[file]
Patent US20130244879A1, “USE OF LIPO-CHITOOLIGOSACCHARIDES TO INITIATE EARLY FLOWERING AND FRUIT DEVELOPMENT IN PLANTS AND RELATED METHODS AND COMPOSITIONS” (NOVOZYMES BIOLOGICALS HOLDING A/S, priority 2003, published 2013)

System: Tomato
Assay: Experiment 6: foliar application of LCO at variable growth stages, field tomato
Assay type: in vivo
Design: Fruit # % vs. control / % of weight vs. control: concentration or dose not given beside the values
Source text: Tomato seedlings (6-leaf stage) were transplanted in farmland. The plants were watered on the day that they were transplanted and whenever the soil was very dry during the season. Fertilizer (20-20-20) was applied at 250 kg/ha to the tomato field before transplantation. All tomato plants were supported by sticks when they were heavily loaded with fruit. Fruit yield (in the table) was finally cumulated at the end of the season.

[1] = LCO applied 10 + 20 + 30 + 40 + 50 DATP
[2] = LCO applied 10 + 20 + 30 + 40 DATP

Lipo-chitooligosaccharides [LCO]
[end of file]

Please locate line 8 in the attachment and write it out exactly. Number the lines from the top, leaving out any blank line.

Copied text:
[2] = LCO applied 10 + 20 + 30 + 40 DATP